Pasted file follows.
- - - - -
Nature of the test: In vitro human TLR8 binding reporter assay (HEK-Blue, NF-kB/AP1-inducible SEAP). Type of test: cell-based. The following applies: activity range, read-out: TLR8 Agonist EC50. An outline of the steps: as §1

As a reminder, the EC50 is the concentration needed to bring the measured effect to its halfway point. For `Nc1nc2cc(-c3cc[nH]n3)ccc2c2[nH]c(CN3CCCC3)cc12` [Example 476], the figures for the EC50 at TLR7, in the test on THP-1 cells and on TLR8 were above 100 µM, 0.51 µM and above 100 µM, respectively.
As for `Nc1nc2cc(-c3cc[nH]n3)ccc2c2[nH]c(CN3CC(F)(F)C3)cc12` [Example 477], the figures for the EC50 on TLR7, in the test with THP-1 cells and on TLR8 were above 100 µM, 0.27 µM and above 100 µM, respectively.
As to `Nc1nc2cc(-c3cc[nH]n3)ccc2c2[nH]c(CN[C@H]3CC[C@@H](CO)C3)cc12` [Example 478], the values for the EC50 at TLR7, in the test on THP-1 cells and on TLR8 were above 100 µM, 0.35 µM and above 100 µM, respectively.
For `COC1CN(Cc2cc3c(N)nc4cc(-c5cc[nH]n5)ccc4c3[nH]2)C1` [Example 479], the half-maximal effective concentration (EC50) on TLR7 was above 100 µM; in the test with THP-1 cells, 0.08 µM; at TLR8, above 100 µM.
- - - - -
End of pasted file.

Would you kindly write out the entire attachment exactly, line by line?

Nature of the test: In vitro human TLR8 binding reporter assay (HEK-Blue, NF-kB/AP1-inducible SEAP). Type of test: cell-based. The following applies: activity range, read-out: TLR8 Agonist EC50. An outline of the steps: as §1

As a reminder, the EC50 is the concentration needed to bring the measured effect to its halfway point. For `Nc1nc2cc(-c3cc[nH]n3)ccc2c2[nH]c(CN3CCCC3)cc12` [Example 476], the figures for the EC50 at TLR7, in the test on THP-1 cells and on TLR8 were above 100 µM, 0.51 µM and above 100 µM, respectively.
As for `Nc1nc2cc(-c3cc[nH]n3)ccc2c2[nH]c(CN3CC(F)(F)C3)cc12` [Example 477], the figures for the EC50 on TLR7, in the test with THP-1 cells and on TLR8 were above 100 µM, 0.27 µM and above 100 µM, respectively.
As to `Nc1nc2cc(-c3cc[nH]n3)ccc2c2[nH]c(CN[C@H]3CC[C@@H](CO)C3)cc12` [Example 478], the values for the EC50 at TLR7, in the test on THP-1 cells and on TLR8 were above 100 µM, 0.35 µM and above 100 µM, respectively.
For `COC1CN(Cc2cc3c(N)nc4cc(-c5cc[nH]n5)ccc4c3[nH]2)C1` [Example 479], the half-maximal effective concentration (EC50) on TLR7 was above 100 µM; in the test with THP-1 cells, 0.08 µM; at TLR8, above 100 µM.